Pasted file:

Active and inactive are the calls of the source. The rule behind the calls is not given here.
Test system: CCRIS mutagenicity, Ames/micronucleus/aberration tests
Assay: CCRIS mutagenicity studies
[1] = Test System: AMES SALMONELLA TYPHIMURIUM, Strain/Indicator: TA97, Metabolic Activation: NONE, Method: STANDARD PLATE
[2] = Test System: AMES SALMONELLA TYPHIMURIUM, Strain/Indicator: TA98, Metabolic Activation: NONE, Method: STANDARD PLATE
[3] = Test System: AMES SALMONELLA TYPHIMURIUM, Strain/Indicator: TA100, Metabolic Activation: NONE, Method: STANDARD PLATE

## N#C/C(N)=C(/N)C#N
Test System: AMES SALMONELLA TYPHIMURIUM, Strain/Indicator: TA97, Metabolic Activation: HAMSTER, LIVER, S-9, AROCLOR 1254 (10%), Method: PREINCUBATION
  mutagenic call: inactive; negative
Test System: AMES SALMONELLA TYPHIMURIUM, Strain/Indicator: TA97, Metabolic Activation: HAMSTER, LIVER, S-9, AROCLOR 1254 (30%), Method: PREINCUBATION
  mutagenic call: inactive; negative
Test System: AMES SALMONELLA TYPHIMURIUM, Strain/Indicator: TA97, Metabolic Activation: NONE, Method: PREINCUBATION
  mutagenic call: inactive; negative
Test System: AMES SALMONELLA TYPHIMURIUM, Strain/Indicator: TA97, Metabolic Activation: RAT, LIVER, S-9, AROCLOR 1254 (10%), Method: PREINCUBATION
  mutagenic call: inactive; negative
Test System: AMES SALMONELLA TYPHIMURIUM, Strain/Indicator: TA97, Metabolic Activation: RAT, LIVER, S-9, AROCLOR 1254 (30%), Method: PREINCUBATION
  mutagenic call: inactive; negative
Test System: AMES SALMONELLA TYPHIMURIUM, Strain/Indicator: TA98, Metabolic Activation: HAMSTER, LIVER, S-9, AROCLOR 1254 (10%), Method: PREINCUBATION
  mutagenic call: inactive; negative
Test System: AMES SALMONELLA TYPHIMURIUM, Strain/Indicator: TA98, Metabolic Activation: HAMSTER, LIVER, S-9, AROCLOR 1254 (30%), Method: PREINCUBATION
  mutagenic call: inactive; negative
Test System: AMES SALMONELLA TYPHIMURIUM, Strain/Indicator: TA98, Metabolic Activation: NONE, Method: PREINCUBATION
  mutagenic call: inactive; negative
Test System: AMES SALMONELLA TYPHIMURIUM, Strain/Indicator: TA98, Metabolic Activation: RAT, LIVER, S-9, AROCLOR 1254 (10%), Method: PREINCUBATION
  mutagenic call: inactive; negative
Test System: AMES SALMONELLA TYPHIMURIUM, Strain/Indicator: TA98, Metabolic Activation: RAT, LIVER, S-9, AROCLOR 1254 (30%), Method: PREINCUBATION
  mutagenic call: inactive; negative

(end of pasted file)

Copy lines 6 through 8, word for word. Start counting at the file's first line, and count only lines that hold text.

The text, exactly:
[3] = Test System: AMES SALMONELLA TYPHIMURIUM, Strain/Indicator: TA100, Metabolic Activation: NONE, Method: STANDARD PLATE

## N#C/C(N)=C(/N)C#N
Test System: AMES SALMONELLA TYPHIMURIUM, Strain/Indicator: TA97, Metabolic Activation: HAMSTER, LIVER, S-9, AROCLOR 1254 (10%), Method: PREINCUBATION